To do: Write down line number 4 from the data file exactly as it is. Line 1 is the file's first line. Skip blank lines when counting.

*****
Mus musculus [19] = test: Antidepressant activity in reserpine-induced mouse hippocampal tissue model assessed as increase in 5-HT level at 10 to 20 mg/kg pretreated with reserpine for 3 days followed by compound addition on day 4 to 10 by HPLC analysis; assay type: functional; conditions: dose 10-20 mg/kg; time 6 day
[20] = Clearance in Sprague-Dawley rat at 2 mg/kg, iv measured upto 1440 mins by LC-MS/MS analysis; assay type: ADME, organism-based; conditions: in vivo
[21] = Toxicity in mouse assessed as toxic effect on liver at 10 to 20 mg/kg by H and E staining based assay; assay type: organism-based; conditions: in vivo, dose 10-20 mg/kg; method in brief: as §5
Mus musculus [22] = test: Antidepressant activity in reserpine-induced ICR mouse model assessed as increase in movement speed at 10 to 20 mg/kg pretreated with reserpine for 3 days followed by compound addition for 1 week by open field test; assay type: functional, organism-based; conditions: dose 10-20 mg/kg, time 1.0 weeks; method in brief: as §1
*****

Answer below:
Mus musculus [22] = test: Antidepressant activity in reserpine-induced ICR mouse model assessed as increase in movement speed at 10 to 20 mg/kg pretreated with reserpine for 3 days followed by compound addition for 1 week by open field test; assay type: functional, organism-based; conditions: dose 10-20 mg/kg, time 1.0 weeks; method in brief: as §1